I can’t overstate my gratitude to the Rosemount Public Library. It was and remains vital to the slow and steady excavation and reconstruction of my identity. I’m also certain, nevertheless, that it was and remains vital to my identity only because my family, broken by hundreds of years of colonial history, had no land, language, stories, or culture of their own to share with me. I also suspect that I am not the only person, young or old, who has found refuge, identity, and hope in the cultural commons of a public library like Rosemount. It is my hope, I guess, that some of them, after this glimpse into the broken mirror of my colonial history, might catch — out of the corner of their eye — a glimpse of the truth of their own place in our colonial history.

Two Lines of History: Parallel or Converging?

img_20150130_213626By blood, I am much more Irish than I am Indian.

My paternal grandparents, as far as I know, were both Irish. My father described himself as Irish. His surname, which I share with him, is also Irish.

In contrast, my great grandmother, Angélique Kaponicin, was the last “full blooded” Weskarini in the genealogy of my family’s history. She was probably the last person in my family to have lived some part of her life traditionally. She lost her Indian status when she married a French man, Frank Maheux. If she lived on reserve, she probably didn’t live on it for very long. She eventually settled in Ottawa.

And, yet, despite the quantum of my blood, I don’t feel any more Irish than I feel Indian. The distance between my identity and the cultural identities of my ancestors on both sides of my family feels about the same: intangibly distant.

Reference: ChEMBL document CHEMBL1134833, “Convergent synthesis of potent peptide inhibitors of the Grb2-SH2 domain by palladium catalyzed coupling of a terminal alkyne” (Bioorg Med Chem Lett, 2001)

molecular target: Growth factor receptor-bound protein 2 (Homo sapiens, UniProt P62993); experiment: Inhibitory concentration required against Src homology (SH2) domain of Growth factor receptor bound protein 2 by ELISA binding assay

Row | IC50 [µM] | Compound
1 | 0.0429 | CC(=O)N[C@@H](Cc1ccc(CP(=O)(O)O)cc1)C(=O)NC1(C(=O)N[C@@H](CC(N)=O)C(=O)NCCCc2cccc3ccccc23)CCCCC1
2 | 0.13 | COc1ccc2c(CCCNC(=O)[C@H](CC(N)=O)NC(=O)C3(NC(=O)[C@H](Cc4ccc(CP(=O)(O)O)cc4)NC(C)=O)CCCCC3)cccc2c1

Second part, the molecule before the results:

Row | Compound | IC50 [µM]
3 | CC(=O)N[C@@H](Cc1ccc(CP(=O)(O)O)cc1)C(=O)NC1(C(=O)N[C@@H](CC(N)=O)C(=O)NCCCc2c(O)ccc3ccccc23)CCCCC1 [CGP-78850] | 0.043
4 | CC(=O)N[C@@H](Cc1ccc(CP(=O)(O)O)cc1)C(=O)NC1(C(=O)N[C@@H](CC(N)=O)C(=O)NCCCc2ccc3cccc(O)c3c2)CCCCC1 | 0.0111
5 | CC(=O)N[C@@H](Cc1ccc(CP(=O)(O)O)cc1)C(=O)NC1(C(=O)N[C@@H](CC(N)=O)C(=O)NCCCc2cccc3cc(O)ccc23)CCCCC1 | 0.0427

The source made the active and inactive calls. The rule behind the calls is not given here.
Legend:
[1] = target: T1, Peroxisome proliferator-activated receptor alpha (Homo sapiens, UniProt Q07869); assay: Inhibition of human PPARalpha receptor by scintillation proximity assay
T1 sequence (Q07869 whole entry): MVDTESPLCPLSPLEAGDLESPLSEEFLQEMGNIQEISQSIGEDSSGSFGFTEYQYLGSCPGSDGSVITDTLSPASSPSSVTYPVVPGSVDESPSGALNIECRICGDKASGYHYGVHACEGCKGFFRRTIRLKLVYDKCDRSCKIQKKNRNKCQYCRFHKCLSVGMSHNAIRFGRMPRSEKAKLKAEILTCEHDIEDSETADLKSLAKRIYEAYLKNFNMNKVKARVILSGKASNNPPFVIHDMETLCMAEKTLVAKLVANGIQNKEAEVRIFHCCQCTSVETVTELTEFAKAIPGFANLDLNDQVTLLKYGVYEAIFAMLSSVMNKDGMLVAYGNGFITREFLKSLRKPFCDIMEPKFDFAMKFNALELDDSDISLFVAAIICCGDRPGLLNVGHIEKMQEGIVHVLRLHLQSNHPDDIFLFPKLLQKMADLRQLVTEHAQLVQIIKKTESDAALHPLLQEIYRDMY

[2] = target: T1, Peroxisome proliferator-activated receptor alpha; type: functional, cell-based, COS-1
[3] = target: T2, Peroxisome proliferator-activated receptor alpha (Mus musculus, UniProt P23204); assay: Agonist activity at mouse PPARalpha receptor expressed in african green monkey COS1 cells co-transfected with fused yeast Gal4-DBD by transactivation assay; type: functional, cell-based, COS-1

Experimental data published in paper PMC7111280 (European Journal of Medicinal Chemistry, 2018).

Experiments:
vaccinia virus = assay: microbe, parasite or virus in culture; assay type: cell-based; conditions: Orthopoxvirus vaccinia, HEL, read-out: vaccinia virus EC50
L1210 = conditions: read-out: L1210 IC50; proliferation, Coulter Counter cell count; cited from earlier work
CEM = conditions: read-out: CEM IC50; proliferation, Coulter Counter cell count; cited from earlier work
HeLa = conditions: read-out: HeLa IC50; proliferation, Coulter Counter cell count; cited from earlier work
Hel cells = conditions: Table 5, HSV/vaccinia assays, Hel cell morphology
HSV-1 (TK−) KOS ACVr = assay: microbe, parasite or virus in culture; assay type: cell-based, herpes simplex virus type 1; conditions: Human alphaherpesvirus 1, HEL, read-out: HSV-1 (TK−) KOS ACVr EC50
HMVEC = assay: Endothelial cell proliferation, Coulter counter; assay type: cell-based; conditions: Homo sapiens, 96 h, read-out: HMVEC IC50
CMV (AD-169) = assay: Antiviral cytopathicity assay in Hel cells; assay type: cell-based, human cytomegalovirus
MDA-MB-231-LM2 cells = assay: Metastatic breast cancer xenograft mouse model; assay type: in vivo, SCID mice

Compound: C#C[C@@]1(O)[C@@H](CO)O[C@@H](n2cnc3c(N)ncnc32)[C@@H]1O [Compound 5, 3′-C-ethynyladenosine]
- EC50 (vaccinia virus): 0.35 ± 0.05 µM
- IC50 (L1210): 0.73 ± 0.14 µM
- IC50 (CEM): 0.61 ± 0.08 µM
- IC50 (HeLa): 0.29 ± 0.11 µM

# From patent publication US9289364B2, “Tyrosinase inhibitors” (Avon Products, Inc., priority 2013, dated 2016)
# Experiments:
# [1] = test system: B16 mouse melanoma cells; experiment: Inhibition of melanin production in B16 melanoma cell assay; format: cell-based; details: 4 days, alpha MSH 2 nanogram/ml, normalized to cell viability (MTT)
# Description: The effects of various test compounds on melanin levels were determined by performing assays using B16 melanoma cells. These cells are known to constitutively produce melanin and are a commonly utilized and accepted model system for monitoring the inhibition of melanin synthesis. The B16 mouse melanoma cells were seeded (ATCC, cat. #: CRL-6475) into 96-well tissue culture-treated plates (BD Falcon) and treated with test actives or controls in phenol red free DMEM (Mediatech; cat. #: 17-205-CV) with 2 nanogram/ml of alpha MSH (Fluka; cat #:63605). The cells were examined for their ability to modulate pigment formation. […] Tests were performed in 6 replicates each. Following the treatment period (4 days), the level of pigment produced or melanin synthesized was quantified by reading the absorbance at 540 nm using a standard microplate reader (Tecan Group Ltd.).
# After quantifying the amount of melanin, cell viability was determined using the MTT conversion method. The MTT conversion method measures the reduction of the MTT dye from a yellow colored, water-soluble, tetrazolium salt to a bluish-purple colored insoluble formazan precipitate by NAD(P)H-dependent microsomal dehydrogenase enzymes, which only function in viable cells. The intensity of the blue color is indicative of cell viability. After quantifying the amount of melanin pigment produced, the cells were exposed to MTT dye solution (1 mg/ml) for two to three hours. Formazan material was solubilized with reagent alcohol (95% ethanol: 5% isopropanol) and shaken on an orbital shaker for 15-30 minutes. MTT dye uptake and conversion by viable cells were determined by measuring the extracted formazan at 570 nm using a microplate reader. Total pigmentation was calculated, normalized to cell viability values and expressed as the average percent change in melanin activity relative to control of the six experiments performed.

There is, however, one important difference.

On my mother’s side, there are places, artifacts, people, and stories that connect me to a rich history and a cultural identity.

On my father’s side, in contrast, I know nothing of my paternal grandparents and their families. I don’t know where in Ireland they came from, when they emigrated, or how they came to settle in Ottawa. I don’t even know where in Ottawa they lived. A history exists, but I have no personal connection to it.

For a short time, thanks to the historian Desmond Morton, I thought I was a little more Irish than I previously thought. In the footnote of an article, Morton incorrectly describes Angélique’s husband and my great grandfather, Frank Maheux, as Irish. Morton, I eventually learned, was wrong, Frank was French, as my mother’s family had always said, but, during the time that I believed Morton’s claim about Frank ancestry, I had a new, sudden, and strong desire to learn about the history of the Irish both in Ireland and here in Canada. I had a personal connection to it.

As I dug into the history of the Irish, I was immediately struck by the parallels between the Irish experience of English colonialism and the First Nations experience of it. Crucial to both are the theft of land, the murder and displacement of peoples, and the sustained assault on language and cultural identity. The English, it seems, invented their own unique brand of settler colonialism in Ireland and strove to perfect it in Canada and the United States.  

Of course, the displaced Irish who survived the crossing from their colonized lands to the newly colonized lands on the other side of the Atlantic themselves became agents of colonialism in their new world. This in itself is no great surprise. Colonialism has often managed the oppression of one people by giving them a supporting role to play in the oppression of another. Dividing and conquering is a tactic as old as conquerors and conquered. We also see it at work today in the colonially created divisions between status and non-status Indians and those who live on reserve and those who don’t.

Although there are strong parallels between the Irish experience of English colonialism and the First Nations experience of it, when I look at the history and non-history of my parents’ families, I don’t see parallel outcomes. It seems to me that the English were far more successful at colonizing and killing the Irish in my father’s family than they were at killing the Indian in my mother’s family.